It's useful to tease out two different types of measurement here and also to introduce a third concept - impact evaluation. In Duignan's Outcomes System Diagram we distinguish between measures (indicators) that are controllable by an intervention (the event in this case) and ones that are not-necessarily controllable by it. Indicators that are controllable have the great merit that they are attributable to an event. Attributable means that we know that they have been improved by the event. In this case, the amount of money being taken at the waterfront in the course of the event is a not-necessarily attributable indicator of the outcome we are seeking. As Shane says, the amount of money taken might have been taken regardless of the event because people would be visiting the waterfront and spending money anyway. Therefore the raw measure of this outcome is not-necessarily controlled by the event and hence not-necessarily attributable to the impact of the event.
Where we have a situation, as we often do in outcomes work, where the high-level outcome of interest is measured by a not-necessarily controllable and hence not-necessarily attributable measure (indicator), we should not just give up and use the measurement we have regardless. To do so is to indulge in the sloppy thinking that Shane is rightly criticizing. What we need to do it turn to another tool - impact evaluation. This is where one or more of seven possible techniques (impact evaluation designs) are used to work out the actual attributable impact of the intervention itself on the outcome we are looking at. This is done by controlling for other factors that might have caused the measurements we are seeing. This approach is outlined in the outcomes theory principle here.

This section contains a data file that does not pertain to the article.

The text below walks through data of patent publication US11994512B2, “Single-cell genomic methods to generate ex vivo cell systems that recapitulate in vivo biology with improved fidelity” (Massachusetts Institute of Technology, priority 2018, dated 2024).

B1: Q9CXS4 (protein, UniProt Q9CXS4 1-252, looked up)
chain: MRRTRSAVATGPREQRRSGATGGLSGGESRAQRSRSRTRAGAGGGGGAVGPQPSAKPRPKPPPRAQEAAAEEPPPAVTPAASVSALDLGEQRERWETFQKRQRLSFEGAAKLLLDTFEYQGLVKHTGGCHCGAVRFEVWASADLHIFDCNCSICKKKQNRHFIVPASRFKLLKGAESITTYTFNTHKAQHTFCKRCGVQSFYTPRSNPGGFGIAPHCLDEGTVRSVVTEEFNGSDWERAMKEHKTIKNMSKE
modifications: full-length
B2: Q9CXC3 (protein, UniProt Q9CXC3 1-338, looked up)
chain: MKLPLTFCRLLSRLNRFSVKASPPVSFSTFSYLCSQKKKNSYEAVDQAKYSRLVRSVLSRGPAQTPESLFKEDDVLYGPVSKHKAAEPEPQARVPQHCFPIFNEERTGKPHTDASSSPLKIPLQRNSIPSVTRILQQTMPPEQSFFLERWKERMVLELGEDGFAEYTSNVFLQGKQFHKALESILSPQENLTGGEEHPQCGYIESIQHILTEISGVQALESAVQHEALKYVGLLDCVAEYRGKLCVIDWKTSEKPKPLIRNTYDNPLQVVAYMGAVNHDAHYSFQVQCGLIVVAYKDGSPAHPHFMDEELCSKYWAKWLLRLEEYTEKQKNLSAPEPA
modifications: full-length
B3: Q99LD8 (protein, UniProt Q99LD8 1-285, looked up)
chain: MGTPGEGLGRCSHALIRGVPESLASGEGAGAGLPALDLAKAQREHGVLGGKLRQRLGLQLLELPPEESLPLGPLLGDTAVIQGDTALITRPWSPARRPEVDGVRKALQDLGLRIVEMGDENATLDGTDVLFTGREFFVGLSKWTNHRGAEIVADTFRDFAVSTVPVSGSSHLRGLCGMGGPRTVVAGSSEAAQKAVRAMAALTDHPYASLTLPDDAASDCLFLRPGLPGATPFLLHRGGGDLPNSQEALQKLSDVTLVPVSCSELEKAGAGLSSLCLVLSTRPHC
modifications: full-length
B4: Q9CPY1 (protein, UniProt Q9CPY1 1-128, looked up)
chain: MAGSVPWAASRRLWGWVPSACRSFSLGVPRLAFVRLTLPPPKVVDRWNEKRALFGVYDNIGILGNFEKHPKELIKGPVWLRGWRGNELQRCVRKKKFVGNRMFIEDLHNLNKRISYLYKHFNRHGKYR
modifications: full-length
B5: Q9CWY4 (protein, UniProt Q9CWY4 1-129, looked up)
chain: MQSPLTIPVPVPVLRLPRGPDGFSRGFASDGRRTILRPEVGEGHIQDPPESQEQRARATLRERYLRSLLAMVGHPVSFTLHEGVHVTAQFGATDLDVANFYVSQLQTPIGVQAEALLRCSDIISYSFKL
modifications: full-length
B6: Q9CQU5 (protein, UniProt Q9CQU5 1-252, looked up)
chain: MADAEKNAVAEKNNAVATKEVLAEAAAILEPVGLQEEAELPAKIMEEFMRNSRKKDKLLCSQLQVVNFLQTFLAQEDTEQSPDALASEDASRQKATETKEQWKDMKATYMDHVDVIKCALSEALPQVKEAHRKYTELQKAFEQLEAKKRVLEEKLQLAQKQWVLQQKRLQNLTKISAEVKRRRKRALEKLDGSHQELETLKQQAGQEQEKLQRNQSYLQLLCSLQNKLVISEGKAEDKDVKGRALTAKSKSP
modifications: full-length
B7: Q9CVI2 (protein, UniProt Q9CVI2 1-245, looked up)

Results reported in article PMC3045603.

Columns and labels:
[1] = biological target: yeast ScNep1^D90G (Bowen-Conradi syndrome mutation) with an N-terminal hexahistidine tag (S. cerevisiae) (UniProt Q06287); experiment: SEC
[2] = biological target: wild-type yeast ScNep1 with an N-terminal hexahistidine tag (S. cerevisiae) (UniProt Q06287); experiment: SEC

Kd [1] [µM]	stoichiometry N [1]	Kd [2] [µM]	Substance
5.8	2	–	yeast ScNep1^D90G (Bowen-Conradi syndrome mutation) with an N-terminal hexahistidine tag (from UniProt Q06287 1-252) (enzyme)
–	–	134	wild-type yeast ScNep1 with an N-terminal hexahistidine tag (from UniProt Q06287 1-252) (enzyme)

The natural thing to do in this case is to adjust the money taken during the event by the expected takings on the waterfront in the absence of the event. It would not be hard to make this adjustment if figures are available for the usual revenue level. The particular type of impact evaluation design we would use if we made such an adjustment is known in outcomes theory as a constructed comparison group design.
One last point that Shane makes in the article is that money payback would be well down his list of cup benefits anyway. He thinks that 'feel-good' factors are more important and that 'sometimes you miss the point by just focusing on the financials'. From the outcomes theory point of view, the best way of ensuring that planners focus on the wider outcomes picture that Shane is pointing to would be to get them to do all their strategy work against a visual outcomes model of all of the outcomes being sought from the event.
The over-dependence in strategic discussions of dollar estimates of how much can be made directly from an event, not even considering the fact that they are often wildly inaccurate, creates a myopic strategic focus. This works counter to smart strategic thinking about the whole range of potential outcomes and how much effort, and the kind of effort those outcomes warrant. Our work in getting people to always visually model their outcomes prior to thinking about any aspect of measurement is directed at getting them to see this wider strategic picture.